Meldon Walk

Meldon Reservoir

Meldon Reservoir at the northwestern part of Dartmoor

Some of my posts are composed during a long time and lots of visits to places and reading up about the history or geology. So were the case with my last post about Buckland-In-The-Moor, The Eleventh Commandment, or my post about Clapper Bridges, where I went out over the moor looking for the bridges and trying to find the right settings for my images. But now I am posting something different. It is one single walk on this last Saturday at the very northwestern part of Dartmoor near the village of Meldon, which in turn isn’t far from the market town of Okehampton.

It is a walk providing both nature and culture. Nature, because we are going to see the first bluebells on Dartmoor for this year, as well as walking along the West Okement River. Culture, because we start the walk at the Meldon Reservoir and walk underneath the Meldon Viaduct, now a scheduled monument. Normally on my walks I take most of my images with a tripod, but it was no idea to bring this time. It was very windy, and the wind made everything move and tremble, large tree trunks  as well as delicate flowers, so I had to use a faster shutter speed, and the tripod didn’t make any sense. 

There are no natural lakes on Dartmoor. But it rains a lot, and the earliest inhabitants used the water from natural streams and rivers, and later in time man-made leats (water channels) provided water for homes and industry, see my story about Dartmoor Clapper Bridges and Leats. But during the 19th and 20th centuries a number of reservoirs were built to supply drinking water to a rapidly increasing population in the towns surrounding Dartmoor. Meldon Reservoir on the northwest slopes of Dartmoor was the latest one, constructed in 1972.

The dam at the lower end of the Meldon Reservoir.

The reservoir is fed by West Okement River that continues north after the reservoir and runs through Okehampton, where it meets the East Okement River. The two rivers start their lives on either side of the two largest tors on Dartmoor, Yes Tor and High Willhays. They merge into the Okement River at Okehampton and it will in turn flow into River Torridge and the Dartmoor water will finally meet the sea at the Bristol Channel.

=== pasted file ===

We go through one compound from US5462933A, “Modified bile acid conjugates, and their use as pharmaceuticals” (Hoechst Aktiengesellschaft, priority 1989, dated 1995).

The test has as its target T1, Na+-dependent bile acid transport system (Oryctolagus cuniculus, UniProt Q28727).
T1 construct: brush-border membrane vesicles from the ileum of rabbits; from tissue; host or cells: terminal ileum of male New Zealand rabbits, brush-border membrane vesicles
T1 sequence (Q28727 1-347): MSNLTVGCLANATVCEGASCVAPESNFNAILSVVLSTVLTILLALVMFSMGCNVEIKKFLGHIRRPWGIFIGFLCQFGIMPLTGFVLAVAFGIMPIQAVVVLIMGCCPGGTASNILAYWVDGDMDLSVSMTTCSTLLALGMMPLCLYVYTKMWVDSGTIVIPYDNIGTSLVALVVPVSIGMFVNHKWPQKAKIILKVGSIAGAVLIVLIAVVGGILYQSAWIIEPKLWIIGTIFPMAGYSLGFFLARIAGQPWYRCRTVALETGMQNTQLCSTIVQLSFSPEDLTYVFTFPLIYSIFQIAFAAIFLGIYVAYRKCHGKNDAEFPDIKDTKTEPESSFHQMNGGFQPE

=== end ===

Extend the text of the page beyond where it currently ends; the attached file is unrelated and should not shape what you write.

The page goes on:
Meldon Viaduct

I started my walk at a now disused quarry that until 25 years ago was used by British Rail to provide granite for railway building. I walked up to the reservoir and crossed it and followed the West Okement River down on the western side, where a very comfortable path opened up. After many of my walks on Dartmoor, this was a very leisurely promenade!

Looking north down the valley you see another impressive man-made construction. That was the railway viaduct over the narrow and steep valley, where the West Okement River flowed – or rather trickled out from the dam. It had been a dry spring and they wanted to preserve the water in the dam for thirsty townspeople. The hills were covered in yellow gorse contrasting against a clear blue sky

Looking down the West Okement River valley with the Meldon Viaduct in the background. Notice all the gorse covering the hills
Another view down the valley from the path from the quarry to the dam

The viaduct can be seen far away. It is 46 metres above ground at its highest point and 160 metres long. It was built of iron and opened up for traffic in 1874. Passenger service was finished in 1968, and thereafter it was used to transport granite from the quarry for building railways. Now the tracks have been taken away and the viaduct is only used as a foot and cycle path. It is a scheduled monument and a charitable trust has been formed to preserve the viaduct.

West Okement River – more a trickling stream than a mighty river
West Okement River with gorse covering the river banks

I followed the river down and passed several areas, where you could see the sores from breaking the granite. More than 300,000 tonnes of granite was quarried here, so no wonder that I noticed it now and then on my walk. I met three young ladies on horseback, just as I came to a wooden area that looked promising for bluebells. Maybe some would already be in bloom? And yes, I could spot my first bluebells on higher ground in Dartmoor for this year.

Here the Meldon Viaduct looked even more impressive. The quarry dam is to the left.
Bluebells at Meldon Woods near the Viaduct
Bluebells at Meldon Woods. It is the proper English bluebells, not the Spanish variety that has overtaken in some meadows.

Meldon Woods

Continuing my walk I passed under the Viaduct and entered the proper woodland. The Meldon Viaduct was very impressive with the enormous iron construction creating intriguing geometric patterns against the dark blue sky. It had warmed up and the thick jacket I was wearing to protect against the biting morning wind was no longer needed in the woods, and with the sun having risen quite high up on the horizon.

Further down in the woods I discovered a wooden foot bridge over which I could cross the river, and then I turned back up to the quarry, where I had parked my car. I walked alongside the Okement River again and found more stands of bluebell in the woods.

West Okement River
More bluebells
A sole stem with a few bluebells stand shyly against the diffuse stream behind